Currently, the Employees Provident Fund Organisation (EPFO) invests 15% of contributions in equities and the rest in debt.
According to two people aware of the matter, EPFO is considering allowing employees with higher salaries to route 25% of their PF contribution into stocks, while retaining the 15% cap for low-income employees.
“We have discussed the proposal a couple of times in recent months. In the next finance and investment advisory committee meeting, the issue will be taken up again," said Prabhakar Banasure, a member of the committee. “The choice is a logical requirement in investment decisions," he added.
If the proposal takes effect, this will be a departure from the EPFO’s one-size-fits-all policy for investing retirement savings of millions of subscribers.
The rethink comes as provident fund subscribers are seeking better returns even as returns from debt investments remain low.
The move, if its goes through, will also help EPFO take on competition from the National Pension System, which allows subscribers to invest up to 50% of their savings in equities.
The second of the two people cited earlier, who declined to be named, said that since many EPFO subscribers are not familiar with the stock market, increasing their equity exposure may not be advisable.
“Hence this differential equity treatment proposal," this person added.
EPFO started investing in equity through exchange-traded funds from August 2015. It started by investing 5% of contributions, and has since raised it to 15%. The rest go into debt market instruments such as government securities, private sector bonds and bank fixed deposits.
EPFO has annual accruals of over Rs1.2 trillion and has total assets under management worth Rs11 trillion.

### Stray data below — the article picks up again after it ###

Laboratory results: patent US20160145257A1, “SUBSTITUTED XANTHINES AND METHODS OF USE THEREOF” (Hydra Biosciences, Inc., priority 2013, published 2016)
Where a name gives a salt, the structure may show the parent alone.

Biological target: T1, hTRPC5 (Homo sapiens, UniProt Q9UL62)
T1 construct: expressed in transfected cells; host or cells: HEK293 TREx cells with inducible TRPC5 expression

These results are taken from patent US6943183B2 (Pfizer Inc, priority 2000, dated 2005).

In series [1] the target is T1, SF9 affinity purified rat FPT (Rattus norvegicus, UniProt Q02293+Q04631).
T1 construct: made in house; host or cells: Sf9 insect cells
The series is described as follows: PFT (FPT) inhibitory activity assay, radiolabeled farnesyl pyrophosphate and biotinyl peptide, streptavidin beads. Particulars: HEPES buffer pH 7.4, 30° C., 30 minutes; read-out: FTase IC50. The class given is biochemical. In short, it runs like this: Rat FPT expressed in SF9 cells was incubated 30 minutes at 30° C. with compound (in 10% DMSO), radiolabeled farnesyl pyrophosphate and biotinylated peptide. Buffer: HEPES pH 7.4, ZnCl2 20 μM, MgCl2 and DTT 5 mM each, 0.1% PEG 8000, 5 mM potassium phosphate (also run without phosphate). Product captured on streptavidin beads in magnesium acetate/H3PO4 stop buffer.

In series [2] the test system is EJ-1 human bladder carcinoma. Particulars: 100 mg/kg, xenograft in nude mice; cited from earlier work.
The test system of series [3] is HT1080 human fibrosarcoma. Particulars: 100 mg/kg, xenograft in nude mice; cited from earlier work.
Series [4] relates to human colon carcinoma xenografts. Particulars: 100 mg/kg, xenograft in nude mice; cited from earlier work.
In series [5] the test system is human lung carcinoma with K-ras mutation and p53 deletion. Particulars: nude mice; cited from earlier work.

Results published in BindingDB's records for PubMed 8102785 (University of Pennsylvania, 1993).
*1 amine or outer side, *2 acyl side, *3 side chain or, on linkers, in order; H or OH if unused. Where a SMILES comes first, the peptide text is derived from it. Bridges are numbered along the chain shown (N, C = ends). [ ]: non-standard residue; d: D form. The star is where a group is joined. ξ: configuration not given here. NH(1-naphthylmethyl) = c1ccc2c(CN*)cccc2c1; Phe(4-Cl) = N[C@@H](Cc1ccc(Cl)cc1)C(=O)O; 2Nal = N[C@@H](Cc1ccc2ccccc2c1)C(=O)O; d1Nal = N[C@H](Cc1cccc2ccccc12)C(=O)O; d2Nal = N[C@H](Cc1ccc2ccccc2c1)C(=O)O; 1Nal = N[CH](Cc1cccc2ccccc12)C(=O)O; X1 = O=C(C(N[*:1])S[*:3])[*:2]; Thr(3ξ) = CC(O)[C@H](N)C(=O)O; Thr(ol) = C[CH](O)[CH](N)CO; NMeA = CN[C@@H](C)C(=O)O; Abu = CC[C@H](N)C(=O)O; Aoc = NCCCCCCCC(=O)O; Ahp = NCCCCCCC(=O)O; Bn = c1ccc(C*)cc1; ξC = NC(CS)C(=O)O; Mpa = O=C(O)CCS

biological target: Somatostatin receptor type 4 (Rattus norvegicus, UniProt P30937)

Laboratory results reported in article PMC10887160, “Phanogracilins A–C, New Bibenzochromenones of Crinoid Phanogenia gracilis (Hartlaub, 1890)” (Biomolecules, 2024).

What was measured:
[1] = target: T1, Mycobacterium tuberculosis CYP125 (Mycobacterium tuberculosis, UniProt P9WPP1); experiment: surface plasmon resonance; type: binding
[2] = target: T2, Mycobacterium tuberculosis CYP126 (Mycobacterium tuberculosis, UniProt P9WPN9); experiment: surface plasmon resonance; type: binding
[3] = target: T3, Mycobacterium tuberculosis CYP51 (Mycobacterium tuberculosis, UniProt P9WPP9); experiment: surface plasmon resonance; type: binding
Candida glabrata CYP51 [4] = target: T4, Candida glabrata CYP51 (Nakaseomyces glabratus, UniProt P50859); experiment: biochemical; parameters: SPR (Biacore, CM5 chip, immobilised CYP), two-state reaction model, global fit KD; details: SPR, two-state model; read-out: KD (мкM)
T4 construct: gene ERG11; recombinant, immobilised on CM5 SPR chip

Of its 50 million active subscribers, official estimates suggest that around 75% earn up to Rs15,000 a month. But it’s the rest who contribute the bulk of the retirement fund manager’s annual savings corpus.
As of January 2018, EPFO has an equity exposure of Rs44,000 crore. Greater equity exposure may will also mean more domestic funds in the stock market, a sweetener for a market which is already on a high for the past couple of years.
Every month, EPFO subscribers contribute 12% of their basic salary as a mandatory EPF contribution to build a retirement corpus, with a matching 12% contributed by employers.
“Debt market, going forward, may not give us the best returns and increasing equity exposure may help beat the shortfall. A well-earning subscriber thinks of creating a retirement corpus which will offer better inflation-adjusted return in the long term; here, 25% exposure could be a good starting point," the second person said.
“The low-income employees may continue to invest 15% in stocks and the rest in debt and continue to get a stable assured return without taking a risk. With time, EPFO needs to evolve as an asset manager," he added.
“In long-term financial asset allocation, we advise clients to take up to 60% equity exposure. As an asset manager, EPFO needs to think aggressive. It has to give choice to its subscribers. That’s the need of the hour," said Jitendra P.S. Solanki, a certified financial adviser.
“Low-income subscribers, however, should not be exposed to a higher equity risk as they are not financially literate enough. You give them the choice of assured return and well-earning subscribers a different choice. This 15% exposure for all needs to change and I believe it will only go up," Solanki added.
The second person cited above said equity had given better returns over the last two-and-a-half years—over 16%, compared to less than 8% from the debt market.
In fact, EPFO booked a profit of over ₹ 1,000 crore earlier this month, allowing it to buffer its earnings shortfall and potentially maintain the 8.65% interest payout in 2017-18, Mint reported on 12 February.